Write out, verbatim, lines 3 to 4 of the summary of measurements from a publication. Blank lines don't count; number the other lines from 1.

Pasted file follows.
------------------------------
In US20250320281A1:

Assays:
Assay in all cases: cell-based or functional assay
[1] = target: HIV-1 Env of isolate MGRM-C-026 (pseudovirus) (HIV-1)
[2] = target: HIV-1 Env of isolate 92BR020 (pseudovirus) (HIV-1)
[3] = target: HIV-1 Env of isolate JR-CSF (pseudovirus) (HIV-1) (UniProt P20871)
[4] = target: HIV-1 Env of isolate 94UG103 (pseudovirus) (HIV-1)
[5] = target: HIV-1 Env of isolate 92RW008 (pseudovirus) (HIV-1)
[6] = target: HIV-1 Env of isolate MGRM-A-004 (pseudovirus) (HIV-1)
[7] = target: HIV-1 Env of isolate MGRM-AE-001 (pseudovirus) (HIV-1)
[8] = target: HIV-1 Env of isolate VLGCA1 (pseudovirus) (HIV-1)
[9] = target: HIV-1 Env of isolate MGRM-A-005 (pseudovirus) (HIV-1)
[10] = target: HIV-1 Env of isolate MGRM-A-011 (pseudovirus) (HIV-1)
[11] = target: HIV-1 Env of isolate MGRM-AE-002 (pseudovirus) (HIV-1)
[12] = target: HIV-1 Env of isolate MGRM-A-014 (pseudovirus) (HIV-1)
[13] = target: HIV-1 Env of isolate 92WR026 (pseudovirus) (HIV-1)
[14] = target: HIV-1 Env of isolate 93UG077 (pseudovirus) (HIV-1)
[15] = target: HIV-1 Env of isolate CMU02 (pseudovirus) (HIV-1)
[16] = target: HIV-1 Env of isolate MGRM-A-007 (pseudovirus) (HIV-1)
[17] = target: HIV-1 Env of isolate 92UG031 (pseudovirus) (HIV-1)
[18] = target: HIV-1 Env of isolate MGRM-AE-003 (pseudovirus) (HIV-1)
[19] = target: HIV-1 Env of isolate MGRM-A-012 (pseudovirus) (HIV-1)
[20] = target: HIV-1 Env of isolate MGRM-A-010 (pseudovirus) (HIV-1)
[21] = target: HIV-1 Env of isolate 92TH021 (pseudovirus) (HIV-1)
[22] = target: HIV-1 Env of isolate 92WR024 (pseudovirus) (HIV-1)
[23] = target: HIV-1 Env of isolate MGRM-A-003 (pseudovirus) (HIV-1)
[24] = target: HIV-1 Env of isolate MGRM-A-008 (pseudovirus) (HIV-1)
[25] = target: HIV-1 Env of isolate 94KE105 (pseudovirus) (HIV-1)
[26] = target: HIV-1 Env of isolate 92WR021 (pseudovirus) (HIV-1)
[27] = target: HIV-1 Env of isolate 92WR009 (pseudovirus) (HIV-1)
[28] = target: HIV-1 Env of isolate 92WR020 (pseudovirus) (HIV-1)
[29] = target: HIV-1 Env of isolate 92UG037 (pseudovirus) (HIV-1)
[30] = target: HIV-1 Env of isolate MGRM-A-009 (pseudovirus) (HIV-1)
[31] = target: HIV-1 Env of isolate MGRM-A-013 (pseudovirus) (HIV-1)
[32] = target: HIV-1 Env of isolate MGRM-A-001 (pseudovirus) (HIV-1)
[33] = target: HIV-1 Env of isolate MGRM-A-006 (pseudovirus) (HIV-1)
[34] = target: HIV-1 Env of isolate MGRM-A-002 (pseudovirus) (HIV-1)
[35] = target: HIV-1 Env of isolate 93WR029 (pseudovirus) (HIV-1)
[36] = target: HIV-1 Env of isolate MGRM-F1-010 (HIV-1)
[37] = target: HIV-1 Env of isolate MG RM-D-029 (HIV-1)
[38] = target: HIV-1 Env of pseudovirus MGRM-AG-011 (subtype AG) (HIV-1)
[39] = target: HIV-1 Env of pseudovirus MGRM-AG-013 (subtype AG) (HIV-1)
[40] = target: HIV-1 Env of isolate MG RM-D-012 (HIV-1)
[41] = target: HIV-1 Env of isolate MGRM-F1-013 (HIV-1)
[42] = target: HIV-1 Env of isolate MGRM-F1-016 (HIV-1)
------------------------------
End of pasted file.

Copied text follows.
Assay in all cases: cell-based or functional assay
[1] = target: HIV-1 Env of isolate MGRM-C-026 (pseudovirus) (HIV-1)